College Life

Lo Struscio Is the Slow Italian Lifestyle I’m Trying (and You Should, Too!)

published Jun 28, 2024
We independently select these products—if you buy from one of our links, we may earn a commission. All prices were accurate at the time of publishing.
Young woman riding bicycle in front of cathedral, Florence, Italy
Credit: Westend61 / Getty Images

From my freshman year in high school in Northeastern Pennsylvania, I constantly thought about which competitive private university I would end up at on the East Coast. But when it came time to apply to college, I decided I wanted to do my own thing and explore a new place, away from the comfort of my high school and local community — and so, to my surprise, I found myself in California exploring a new West Coast lifestyle that felt slower and more intentional. 

After two years at Santa Clara University, I’m now preparing to study abroad in Florence, Italy, this upcoming fall — which will of course be another lifestyle adjustment. I’m nervous to move across the world, and my mind races at night when I consider all of the uncertainties, but I have never been more excited to explore a new lifestyle in Europe.

In high school, I watched as my cousins studied abroad in Dublin, Ireland, and Sydney, Australia, and I was especially fascinated by my cousin who chose to go abroad to Florence two years ago. I admired her free spirit and willingness to immerse herself in a new culture. Watching my cousins thrive outside of the U.S. always made me wonder what it would be like to spend a semester abroad myself. I knew I had to explore this lifestyle on my own.

Credit: Pekic / Getty Images

What Does Lo Struscio Mean?

I was immediately drawn to study abroad in Italy and specifically Florence because of the true Italian culture there. While researching Florence study abroad programs and the experiences of students there from around the world, I stumbled upon and fell in love with the term lo struscio, a concept that embodies slower living. 

Lo struscio is an Italian tradition that can involve a leisurely evening stroll, usually through the main streets and squares (or piazze, as they’re known in Italy) of a city or town. But it’s not just about walking; it’s a social ritual that’s meant to foster interactions, relish the beauty of the outdoors, and unwind after working all day. I  imagine families and friends walking arm in arm, stopping to chat, window shop, or to enjoy an impromptu gelato. And I plan to do the same myself! 

How I’m Embracing Lo Struscio This Fall

Lo struscio particularly struck a chord with me since it feels like an extension of my new West Coast lifestyle. It’s a way of life that encourages taking time to slow down and enjoy what’s around you — a stark contrast to the fast-paced, rigorous, and busy American college experience, and a concept that resonates deeply with the sustainable lifestyle practices I advocate for as a student coordinator for my university’s sustainability center.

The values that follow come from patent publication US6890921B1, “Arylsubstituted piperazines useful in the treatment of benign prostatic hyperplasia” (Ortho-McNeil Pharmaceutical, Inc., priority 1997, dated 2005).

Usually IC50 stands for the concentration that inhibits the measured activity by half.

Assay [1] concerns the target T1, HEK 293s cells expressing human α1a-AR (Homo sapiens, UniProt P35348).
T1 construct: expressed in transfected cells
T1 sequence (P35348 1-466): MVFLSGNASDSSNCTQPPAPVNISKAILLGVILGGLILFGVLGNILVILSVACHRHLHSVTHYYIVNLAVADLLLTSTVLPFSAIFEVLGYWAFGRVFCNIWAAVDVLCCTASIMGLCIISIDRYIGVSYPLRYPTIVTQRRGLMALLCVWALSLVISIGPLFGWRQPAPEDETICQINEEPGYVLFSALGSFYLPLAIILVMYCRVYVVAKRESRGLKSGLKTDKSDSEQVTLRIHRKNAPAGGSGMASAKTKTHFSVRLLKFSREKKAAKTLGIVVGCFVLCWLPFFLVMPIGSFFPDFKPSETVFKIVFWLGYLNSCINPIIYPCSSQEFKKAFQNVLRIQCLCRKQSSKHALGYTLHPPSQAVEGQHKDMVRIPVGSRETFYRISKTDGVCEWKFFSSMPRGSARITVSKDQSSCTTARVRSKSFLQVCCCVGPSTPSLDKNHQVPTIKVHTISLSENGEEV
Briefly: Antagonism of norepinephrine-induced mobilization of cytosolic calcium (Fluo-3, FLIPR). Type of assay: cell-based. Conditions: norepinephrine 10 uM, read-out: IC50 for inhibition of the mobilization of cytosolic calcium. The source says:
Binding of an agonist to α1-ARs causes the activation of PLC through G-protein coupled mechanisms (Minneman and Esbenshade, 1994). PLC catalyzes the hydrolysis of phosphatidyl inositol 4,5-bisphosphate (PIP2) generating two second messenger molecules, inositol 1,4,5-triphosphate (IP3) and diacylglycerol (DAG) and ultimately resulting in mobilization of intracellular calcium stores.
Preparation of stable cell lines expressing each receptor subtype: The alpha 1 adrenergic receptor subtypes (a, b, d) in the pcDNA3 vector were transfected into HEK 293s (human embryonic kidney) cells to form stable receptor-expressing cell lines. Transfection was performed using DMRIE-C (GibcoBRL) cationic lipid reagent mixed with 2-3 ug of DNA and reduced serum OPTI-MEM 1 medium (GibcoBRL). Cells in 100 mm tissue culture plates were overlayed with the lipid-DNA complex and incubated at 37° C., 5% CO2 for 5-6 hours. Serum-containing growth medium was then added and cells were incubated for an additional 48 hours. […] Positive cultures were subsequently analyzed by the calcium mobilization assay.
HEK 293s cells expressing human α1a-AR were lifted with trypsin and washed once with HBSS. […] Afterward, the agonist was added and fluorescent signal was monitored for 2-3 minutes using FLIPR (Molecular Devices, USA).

When I get to Florence, I plan to fully embrace lo struscio in my daily routine. I am already romanticizing my bike rides around the Duomo and the details I will notice as I wander through the city. I wonder if I will have a meet-cute with someone on public transit as I take the train throughout Italy — a sharp contrast to my life in the U.S., where I am forced to drive my gas-guzzling car alone to work. These activities will not only reduce my carbon footprint but also allow me to grow as a person by connecting me with the local Italian culture.  

How I’ll Keep Up My Lo Struscio Lifestyle

As I watched my cousins return from their study abroad experiences, I realized that the challenge often lies in maintaining these practices once you return home. It’s easy to get caught up in the fast-paced day-to-day of attending college in the Silicon Valley, but I want to make sure my life remains intentionally enjoyable when I get back to the States. 

I am committed to carrying the essence of lo struscio back with me. This means prioritizing walking or biking over driving, setting aside time each week to reconnect with my surroundings, and continuing to support local and sustainable businesses. I hope my experience abroad will serve as a powerful reminder of the importance of living consciously and allow me to grow as a whole person while I explore another part of the world! 

Abigail Haggerty

Finance; Minors: Sustainability and Real Estate

Abigail Haggerty is a rising third year student at Santa Clara University. Studying Finance in the Leavey School of Business, Abigail is a member of the University Honors Program and has explored different disciplines through her Sustainability and Real Estate minors. She works for the Communications team at SCU's Center for Sustainability focusing on faculty and staff Thought Leadership and campus newsletters. Abigail is the Treasurer and an Executive Board member of the Finance and Technology Student Association (FTSA), a member of the Real Estate Association, and a Peer Advisor for the Leavey School of Business. In her free time, you can find Abigail going to hot yoga, taking walks to nearby gardens, and listening to live music with friends!

SchoolSanta Clara University '26 (studying abroad at Florence University of the Arts)
MajorFinance; Minors: Sustainability and Real Estate
FavesYoga, running, the beach, making organic flower bouquets
Get to know Abigail Haggerty
Related ContentSee All